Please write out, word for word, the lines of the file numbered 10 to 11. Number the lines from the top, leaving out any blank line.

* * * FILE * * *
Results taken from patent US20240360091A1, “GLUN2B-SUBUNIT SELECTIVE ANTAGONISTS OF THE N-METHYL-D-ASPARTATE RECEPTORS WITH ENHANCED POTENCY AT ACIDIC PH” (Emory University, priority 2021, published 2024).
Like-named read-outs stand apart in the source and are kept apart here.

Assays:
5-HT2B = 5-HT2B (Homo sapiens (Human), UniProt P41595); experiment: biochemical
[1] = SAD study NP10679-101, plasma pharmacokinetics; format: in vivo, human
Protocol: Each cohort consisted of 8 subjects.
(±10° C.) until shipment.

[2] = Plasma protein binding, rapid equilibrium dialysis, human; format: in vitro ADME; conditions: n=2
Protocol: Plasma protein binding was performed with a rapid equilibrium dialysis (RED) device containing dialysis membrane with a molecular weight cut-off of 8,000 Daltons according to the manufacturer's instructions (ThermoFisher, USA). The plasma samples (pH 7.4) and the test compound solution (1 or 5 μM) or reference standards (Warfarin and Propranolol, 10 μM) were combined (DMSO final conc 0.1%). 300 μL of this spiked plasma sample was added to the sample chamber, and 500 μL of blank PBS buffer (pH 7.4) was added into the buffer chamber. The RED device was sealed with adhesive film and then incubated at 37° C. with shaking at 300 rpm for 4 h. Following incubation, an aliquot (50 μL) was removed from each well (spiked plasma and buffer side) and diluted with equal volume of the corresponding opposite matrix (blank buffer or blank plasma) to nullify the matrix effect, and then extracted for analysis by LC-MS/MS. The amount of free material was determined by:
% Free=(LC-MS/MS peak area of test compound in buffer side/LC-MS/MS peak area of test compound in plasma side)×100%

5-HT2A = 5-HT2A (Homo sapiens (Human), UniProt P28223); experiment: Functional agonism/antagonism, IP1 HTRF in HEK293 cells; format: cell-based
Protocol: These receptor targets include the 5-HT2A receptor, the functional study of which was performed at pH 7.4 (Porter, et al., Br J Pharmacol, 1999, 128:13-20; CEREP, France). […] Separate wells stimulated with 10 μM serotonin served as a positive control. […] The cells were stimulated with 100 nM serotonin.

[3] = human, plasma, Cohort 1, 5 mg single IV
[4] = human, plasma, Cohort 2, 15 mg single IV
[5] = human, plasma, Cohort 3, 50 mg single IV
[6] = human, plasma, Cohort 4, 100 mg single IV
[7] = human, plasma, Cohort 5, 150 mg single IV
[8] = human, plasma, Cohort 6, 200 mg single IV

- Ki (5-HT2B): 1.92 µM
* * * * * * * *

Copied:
% Free=(LC-MS/MS peak area of test compound in buffer side/LC-MS/MS peak area of test compound in plasma side)×100%

5-HT2A = 5-HT2A (Homo sapiens (Human), UniProt P28223); experiment: Functional agonism/antagonism, IP1 HTRF in HEK293 cells; format: cell-based